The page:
Once upon a time, when I was not yet a teen, my family moved from the city to a new subdivision in a small fishing village. The village was quite insular and the locals didn’t take kindly to outsiders, even those who had just come from 20 miles away. But among the insular villagers were two teenage boys – identical twins – who had been adopted by an older couple in the village. Like us, the twins were “outsiders”, and maybe for that reason they had taken on the role of the village’s unofficial good-will ambassadors. Their job was to smile and wave at every car that drove by, whether or not they knew the car’s occupants.
We quickly learned that our job was to smile and wave back.
Down the ages, I can still see those two boys waving.
Paradoxically a greeting and a farewell, waving is the universal gesture for both hello and good-bye. We usually reserve our waves for people we know, but sometimes we spread them around to strangers, like candy flung from a parade float.
I was taught, as a child, to wave at trains and departing ships, whether or not I knew anyone on them. I still do it. Yes, I’m that random person standing on the overpass or the dock, waving and smiling my fool head off. That’s me; guilty as charged. Sometimes someone smiles and waves back at me, and for a second we connect without touching or even knowing each other.
I mention the waving thing because, as some of you may know, I’m currently living on a former farm in rural Nova Scotia. It has a 100-foot driveway that gets professionally plowed when it snows, but the plow driver doesn’t have sufficiently delicate equipment to plow out the mailbox at the end of the driveway. I have to clear that myself with a shovel, or the mailman won’t deliver the mail.
We got a lot of snow this winter, so I’ve been spending a lot of time at the end of the driveway fussing over the mailbox. While I’m down there, I’ve taken to waving at passing vehicles. I’m not sure how that started; maybe the drivers were waving at me first, like people in the country tend to do, but it’s now developed into a full-blown wave-a-thon. My initial shy wave-like-the-queen tight little hand quiver has blossomed into a NASCAR start-and-finish-line full-body shout-out, which rewards me not only with smiles and waves in return, but also the occasional honk.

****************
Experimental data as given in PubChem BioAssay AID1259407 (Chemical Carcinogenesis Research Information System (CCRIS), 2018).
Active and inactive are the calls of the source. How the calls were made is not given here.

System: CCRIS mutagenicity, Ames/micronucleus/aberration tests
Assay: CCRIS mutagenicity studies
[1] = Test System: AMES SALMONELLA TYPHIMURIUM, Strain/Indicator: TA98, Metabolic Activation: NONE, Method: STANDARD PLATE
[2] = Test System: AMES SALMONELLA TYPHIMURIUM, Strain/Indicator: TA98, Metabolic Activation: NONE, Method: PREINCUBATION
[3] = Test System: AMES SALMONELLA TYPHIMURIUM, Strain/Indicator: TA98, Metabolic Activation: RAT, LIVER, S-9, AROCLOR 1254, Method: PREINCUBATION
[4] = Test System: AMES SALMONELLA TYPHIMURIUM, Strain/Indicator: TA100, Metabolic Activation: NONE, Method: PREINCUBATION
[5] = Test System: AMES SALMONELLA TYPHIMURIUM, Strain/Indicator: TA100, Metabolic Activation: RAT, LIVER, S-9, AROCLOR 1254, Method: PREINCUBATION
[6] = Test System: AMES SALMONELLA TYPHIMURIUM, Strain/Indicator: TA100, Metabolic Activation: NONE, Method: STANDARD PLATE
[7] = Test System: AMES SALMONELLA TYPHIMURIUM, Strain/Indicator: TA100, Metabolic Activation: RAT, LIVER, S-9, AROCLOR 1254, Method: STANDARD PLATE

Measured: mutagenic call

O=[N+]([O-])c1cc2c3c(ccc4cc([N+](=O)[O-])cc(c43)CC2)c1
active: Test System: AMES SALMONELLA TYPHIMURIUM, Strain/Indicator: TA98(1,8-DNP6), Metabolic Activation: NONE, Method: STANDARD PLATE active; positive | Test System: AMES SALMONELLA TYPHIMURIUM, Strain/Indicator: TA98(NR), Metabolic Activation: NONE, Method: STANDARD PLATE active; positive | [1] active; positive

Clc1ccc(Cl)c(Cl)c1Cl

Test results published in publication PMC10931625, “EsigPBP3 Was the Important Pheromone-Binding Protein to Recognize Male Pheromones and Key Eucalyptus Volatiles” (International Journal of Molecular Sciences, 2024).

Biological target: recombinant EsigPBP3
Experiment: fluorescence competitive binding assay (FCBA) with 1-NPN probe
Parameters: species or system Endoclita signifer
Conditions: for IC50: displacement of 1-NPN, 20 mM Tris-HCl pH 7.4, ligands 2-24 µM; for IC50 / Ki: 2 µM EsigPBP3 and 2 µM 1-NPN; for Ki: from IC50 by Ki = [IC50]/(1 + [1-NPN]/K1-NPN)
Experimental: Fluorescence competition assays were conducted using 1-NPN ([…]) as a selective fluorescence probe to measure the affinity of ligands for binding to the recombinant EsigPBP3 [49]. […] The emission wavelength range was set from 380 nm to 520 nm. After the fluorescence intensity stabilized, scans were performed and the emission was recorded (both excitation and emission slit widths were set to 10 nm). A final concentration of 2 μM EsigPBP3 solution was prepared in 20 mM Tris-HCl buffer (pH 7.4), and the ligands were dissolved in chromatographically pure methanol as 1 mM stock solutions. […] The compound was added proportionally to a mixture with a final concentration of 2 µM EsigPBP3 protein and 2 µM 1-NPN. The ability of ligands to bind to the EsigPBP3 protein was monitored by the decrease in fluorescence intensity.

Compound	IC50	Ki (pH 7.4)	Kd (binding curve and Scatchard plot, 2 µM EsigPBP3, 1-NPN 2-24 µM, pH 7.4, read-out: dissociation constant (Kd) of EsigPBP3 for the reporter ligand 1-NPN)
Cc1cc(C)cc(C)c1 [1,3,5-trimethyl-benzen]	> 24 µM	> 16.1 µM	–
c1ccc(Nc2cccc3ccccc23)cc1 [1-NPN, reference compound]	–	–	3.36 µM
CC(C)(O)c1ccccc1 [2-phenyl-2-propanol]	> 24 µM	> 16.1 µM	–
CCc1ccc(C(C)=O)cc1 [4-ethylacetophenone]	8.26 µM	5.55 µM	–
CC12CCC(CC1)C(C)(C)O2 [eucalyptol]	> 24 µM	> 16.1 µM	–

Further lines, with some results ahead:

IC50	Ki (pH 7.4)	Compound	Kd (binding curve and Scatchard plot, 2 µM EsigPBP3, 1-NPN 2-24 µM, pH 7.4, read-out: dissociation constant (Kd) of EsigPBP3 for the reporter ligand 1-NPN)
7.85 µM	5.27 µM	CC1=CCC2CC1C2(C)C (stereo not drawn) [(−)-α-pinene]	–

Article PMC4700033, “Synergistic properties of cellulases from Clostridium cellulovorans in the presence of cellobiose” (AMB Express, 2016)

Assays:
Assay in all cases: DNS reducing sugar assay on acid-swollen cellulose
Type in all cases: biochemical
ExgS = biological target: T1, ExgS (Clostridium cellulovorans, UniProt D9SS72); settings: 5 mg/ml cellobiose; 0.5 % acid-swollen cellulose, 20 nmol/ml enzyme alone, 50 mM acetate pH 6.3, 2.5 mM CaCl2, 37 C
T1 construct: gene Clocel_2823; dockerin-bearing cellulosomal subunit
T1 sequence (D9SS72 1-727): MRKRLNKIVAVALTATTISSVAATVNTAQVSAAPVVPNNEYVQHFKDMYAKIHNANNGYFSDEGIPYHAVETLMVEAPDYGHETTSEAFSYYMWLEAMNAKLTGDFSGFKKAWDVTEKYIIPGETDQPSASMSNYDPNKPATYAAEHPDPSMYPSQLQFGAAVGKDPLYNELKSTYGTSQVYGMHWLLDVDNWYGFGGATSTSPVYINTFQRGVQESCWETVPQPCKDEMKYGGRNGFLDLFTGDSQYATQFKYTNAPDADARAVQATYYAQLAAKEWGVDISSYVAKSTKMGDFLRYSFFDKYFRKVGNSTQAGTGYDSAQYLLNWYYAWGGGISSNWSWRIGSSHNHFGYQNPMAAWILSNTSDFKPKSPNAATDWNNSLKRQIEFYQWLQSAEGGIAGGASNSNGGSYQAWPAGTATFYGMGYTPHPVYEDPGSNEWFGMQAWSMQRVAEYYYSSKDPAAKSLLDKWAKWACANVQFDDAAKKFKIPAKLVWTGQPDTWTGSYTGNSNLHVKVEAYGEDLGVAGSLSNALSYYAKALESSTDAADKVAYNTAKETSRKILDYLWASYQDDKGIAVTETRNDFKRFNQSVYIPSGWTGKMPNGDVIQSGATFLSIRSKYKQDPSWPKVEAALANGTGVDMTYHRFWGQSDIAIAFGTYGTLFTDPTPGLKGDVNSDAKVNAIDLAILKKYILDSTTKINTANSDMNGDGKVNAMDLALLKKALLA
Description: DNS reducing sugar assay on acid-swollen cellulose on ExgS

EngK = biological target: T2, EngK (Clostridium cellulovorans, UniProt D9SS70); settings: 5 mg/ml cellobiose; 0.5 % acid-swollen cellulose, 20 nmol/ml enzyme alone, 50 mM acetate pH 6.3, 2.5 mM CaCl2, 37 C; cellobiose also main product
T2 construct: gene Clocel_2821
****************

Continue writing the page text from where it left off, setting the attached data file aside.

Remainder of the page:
I know none of these people who drive by, and none of them know me. And yet there we are, smiling and waving at each other like the best of friends. And for the briefest of seconds, we are.
I’m not sure what kind of biochemical reaction occurs when strangers wave to each other. Maybe on a scale of 1 to 10, it spikes briefly at 7 or higher on the pleasure scale, but there’s definitely a spike. Otherwise people wouldn’t do it. There’s probably also an electromagnetic connection, with the energy from the connecting bodies interacting through invisible waves. Of course, I’m only making this up (I’m not a science nerd), but yet I’m not entirely unconvinced that the biochemical response produced by the physical waving and smiling induces electromagnetic waves that literally reach out and invisibly touch each other. I’m not unconvinced that that is actually what is going on when I’m waving my fool arm off to strangers and they wave back.
Waving is a natural booster. (No needles required!)
When Jesus healed people’s illnesses, he reached out and touched them. Sometimes the touching was hands-on, and sometimes it was done from a distance, but it always involved the gesture of reaching out – the people who wanted healing reached out to Jesus, and Jesus responded by reaching out to them. The reaching out was a form of stylized waving, or is waving a form of stylized reaching out? I’m not sure which way it goes. It sounds like a conundrum along the lines of what-came-first-the-chicken-or-the-egg? And like a conundrum, it’s not really meant to be solved, just mulled over.
I learned to wave at strangers long before I was born-again. It was handed down to me from my older relatives, like my wavy hair was handed down. It was inescapable. I can imagine my older relatives had learned to wave from their older relatives, just like all the strangers who wave at me likely learned to wave from their older relatives. Down the ages, we reach out in waves and briefly connect in waves, even just for a millisecond.
Sometimes that’s all it takes to heal someone’s day.